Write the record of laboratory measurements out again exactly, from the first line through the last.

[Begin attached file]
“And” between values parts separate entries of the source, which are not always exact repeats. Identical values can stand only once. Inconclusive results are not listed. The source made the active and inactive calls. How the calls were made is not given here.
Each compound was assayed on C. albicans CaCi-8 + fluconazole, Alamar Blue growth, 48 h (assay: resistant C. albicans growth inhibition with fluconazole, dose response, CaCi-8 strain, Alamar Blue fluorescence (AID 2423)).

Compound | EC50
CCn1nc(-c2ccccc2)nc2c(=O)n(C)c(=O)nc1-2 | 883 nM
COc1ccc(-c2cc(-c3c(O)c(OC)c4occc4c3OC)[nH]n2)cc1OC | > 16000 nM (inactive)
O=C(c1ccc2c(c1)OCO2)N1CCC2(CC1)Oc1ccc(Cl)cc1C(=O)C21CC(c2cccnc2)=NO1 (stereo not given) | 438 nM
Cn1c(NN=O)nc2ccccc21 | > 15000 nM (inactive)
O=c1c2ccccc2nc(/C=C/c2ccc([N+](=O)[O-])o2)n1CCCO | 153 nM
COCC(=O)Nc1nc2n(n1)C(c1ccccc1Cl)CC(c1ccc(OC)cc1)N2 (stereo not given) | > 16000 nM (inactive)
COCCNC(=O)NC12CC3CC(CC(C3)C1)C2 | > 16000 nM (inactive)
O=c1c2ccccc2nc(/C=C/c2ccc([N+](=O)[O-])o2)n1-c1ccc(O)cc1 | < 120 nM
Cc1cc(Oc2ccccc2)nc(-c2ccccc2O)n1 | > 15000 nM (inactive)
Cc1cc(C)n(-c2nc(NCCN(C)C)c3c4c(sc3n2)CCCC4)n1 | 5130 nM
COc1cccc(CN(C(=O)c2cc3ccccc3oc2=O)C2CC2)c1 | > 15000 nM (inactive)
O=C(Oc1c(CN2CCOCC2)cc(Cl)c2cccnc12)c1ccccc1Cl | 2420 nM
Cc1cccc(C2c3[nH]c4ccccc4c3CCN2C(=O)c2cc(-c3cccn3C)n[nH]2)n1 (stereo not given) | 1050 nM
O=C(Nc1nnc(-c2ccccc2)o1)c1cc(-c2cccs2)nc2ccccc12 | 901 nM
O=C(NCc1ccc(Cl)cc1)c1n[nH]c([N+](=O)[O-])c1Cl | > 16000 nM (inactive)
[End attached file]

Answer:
“And” between values parts separate entries of the source, which are not always exact repeats. Identical values can stand only once. Inconclusive results are not listed. The source made the active and inactive calls. How the calls were made is not given here.
Each compound was assayed on C. albicans CaCi-8 + fluconazole, Alamar Blue growth, 48 h (assay: resistant C. albicans growth inhibition with fluconazole, dose response, CaCi-8 strain, Alamar Blue fluorescence (AID 2423)).

Compound | EC50
CCn1nc(-c2ccccc2)nc2c(=O)n(C)c(=O)nc1-2 | 883 nM
COc1ccc(-c2cc(-c3c(O)c(OC)c4occc4c3OC)[nH]n2)cc1OC | > 16000 nM (inactive)
O=C(c1ccc2c(c1)OCO2)N1CCC2(CC1)Oc1ccc(Cl)cc1C(=O)C21CC(c2cccnc2)=NO1 (stereo not given) | 438 nM
Cn1c(NN=O)nc2ccccc21 | > 15000 nM (inactive)
O=c1c2ccccc2nc(/C=C/c2ccc([N+](=O)[O-])o2)n1CCCO | 153 nM
COCC(=O)Nc1nc2n(n1)C(c1ccccc1Cl)CC(c1ccc(OC)cc1)N2 (stereo not given) | > 16000 nM (inactive)
COCCNC(=O)NC12CC3CC(CC(C3)C1)C2 | > 16000 nM (inactive)
O=c1c2ccccc2nc(/C=C/c2ccc([N+](=O)[O-])o2)n1-c1ccc(O)cc1 | < 120 nM
Cc1cc(Oc2ccccc2)nc(-c2ccccc2O)n1 | > 15000 nM (inactive)
Cc1cc(C)n(-c2nc(NCCN(C)C)c3c4c(sc3n2)CCCC4)n1 | 5130 nM
COc1cccc(CN(C(=O)c2cc3ccccc3oc2=O)C2CC2)c1 | > 15000 nM (inactive)
O=C(Oc1c(CN2CCOCC2)cc(Cl)c2cccnc12)c1ccccc1Cl | 2420 nM
Cc1cccc(C2c3[nH]c4ccccc4c3CCN2C(=O)c2cc(-c3cccn3C)n[nH]2)n1 (stereo not given) | 1050 nM
O=C(Nc1nnc(-c2ccccc2)o1)c1cc(-c2cccs2)nc2ccccc12 | 901 nM
O=C(NCc1ccc(Cl)cc1)c1n[nH]c([N+](=O)[O-])c1Cl | > 16000 nM (inactive)